The FIFA World Cup 2022 will be the launchpad for new names, new stories and new triumphs. But for one of the most gifted players of all time – some would argue the GOAT – it will be the end of an international career. Lionel Messi has announced that after the tournament finishes on December 18th, he’ll hang up his Argentina jersey for the final time. At 35, he’ll have featured in five World Cup Finals, breaking the Argentinian record of four jointly held by Javier Mascherano and Diego Maradona. He has the chance – should Argentina make the final – to surpass Lothar Matthäus’ record of 25 World Cup Finals games. However, this is not a farewell tour for one man; La Pulga is desperate to captain his side to the trophy on December 18th.
Eternally associated with FC Barcelona, Messi was lured from his homeland to the Camp Nou at only 13 years old, and made his debut at 16. The years following saw him terrorize defences in Spain and beyond. He made 520 appearances, scoring 474 goals and helping Barca to 10 La Liga titles and 4 Champions Leagues. However, off the pitch, things became less rosy and Barcelona’s financial situation precarious. After falling foul of La Liga fiscal rules, it became impossible for the club to keep Messi – he had agreed a 50% pay cut – and he signed for Paris St Germain in August of 2021. Joining fellow Argentine Mauro Icardi, he helped continue PSG’s domestic dominance, taking the Ligue 1 title for 2021/2022.
The national team’s fans have never taken Messi quite as close to their hearts as the Blaugranas have. Despite 164 international caps (and 90 goals) some see him as more Spanish than Argentinian. He suffers in comparison to Maradona, who dragged an average Argentina side to glory in World Cup 1986 almost by sheer force of will. While the 2021 Copa America victory – defeating deadly rivals Brazil in the final – will have exorcised some of those ghosts, Messi will be painfully aware that the World Cup winner’s medal is one of the very few trophies not in his cabinet.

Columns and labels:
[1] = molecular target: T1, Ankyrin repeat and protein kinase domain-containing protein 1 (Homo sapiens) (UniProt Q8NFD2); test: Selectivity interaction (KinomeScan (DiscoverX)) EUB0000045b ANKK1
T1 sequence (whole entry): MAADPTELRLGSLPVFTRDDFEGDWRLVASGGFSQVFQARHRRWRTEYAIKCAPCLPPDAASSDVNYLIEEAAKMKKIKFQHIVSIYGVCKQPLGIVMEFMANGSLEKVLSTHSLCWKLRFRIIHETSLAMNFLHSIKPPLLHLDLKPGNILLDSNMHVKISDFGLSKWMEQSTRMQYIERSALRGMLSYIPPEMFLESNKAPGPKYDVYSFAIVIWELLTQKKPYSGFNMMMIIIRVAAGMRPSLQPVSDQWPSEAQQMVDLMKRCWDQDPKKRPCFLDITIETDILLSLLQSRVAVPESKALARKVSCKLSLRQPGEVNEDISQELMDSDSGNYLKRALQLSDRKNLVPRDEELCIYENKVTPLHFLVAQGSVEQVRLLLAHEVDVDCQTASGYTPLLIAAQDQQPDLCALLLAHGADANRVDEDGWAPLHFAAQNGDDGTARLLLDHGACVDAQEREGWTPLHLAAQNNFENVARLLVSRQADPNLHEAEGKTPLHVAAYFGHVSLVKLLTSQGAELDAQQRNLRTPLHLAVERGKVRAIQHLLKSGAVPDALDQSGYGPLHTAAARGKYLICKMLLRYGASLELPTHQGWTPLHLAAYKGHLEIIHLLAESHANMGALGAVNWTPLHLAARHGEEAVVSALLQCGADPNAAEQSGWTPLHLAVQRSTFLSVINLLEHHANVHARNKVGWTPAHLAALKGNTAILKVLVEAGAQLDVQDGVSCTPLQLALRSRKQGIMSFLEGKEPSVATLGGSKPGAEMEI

Pundits rate Argentina as having a reasonable chance of glory in Qatar. They’ve landed in the harder side of the draw, however, they should top a group featuring Mexico, Poland and Saudi Arabia. Doing so would likely avoid a second round tie against highly-fancied France, although may instead lead to a clash against Denmark, who are no slouches. From there it only gets tougher. The quarter final would most likely be a resurgent Netherlands, and the semi could cast them against Spain, Germany or tournament favorites Brazil. If they progress, the final opponent could be England, France – or the man who’s battled with Messi for the title of soccer’s best player for two decades – Cristiano Ronaldo and Portugal. In Coral’s World Cup betting odds, Messi is joint fourth with Ronaldo and Neymar to be the Golden Boot winner. He hasn’t been as prolific at World Cups as in his club career, with six goals in 19 matches. While Messi was frequently the spearhead of the Barcelona attack, his country have preferred to deploy him behind an out-and-out striker – Gonzalo Higuain when they were defeated in the final by Germany in 2014, and likely to be Inter Milan’s Lautaro Martinez this time out.
The 2014 generation is now gone, with Messi the only remaining player to have tasted defeat on the pitch in that final (although Angel di Maria was an unused substitute). If Messi can marshal his men to go one better their Copa America triumph of last year, this World Cup would outstrip Ronaldo’s having won the European Championship with Portugal. Will the most hardcore of Maradona stans ever accept Leo’s as El Diego’s equal? Perhaps not. Debates will rage in the bars of Buenos Aires long past this tournament’s conclusion. It’s all part of the joy of soccer.